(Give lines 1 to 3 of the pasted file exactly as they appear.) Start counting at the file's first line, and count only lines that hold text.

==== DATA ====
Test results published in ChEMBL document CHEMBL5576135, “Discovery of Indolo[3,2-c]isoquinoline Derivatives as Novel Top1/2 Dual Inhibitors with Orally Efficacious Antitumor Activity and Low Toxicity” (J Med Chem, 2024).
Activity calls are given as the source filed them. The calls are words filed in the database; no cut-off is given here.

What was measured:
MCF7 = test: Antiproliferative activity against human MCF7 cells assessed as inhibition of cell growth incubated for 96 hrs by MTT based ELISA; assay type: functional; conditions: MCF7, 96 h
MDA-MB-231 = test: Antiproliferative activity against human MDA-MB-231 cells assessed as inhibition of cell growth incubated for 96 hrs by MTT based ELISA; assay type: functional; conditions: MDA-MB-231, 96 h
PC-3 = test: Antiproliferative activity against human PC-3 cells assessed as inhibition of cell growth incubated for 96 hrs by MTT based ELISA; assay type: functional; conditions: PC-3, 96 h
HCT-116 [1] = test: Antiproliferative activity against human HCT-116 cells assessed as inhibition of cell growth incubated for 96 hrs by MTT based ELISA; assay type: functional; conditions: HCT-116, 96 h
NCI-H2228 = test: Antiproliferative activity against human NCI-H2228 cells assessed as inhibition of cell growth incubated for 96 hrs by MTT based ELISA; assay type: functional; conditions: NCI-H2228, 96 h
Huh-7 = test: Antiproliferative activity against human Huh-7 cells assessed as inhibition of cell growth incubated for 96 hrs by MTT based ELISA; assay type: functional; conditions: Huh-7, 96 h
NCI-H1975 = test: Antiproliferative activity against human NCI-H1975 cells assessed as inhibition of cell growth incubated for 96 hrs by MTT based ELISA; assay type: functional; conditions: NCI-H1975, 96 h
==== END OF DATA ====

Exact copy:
Test results published in ChEMBL document CHEMBL5576135, “Discovery of Indolo[3,2-c]isoquinoline Derivatives as Novel Top1/2 Dual Inhibitors with Orally Efficacious Antitumor Activity and Low Toxicity” (J Med Chem, 2024).
Activity calls are given as the source filed them. The calls are words filed in the database; no cut-off is given here.

What was measured: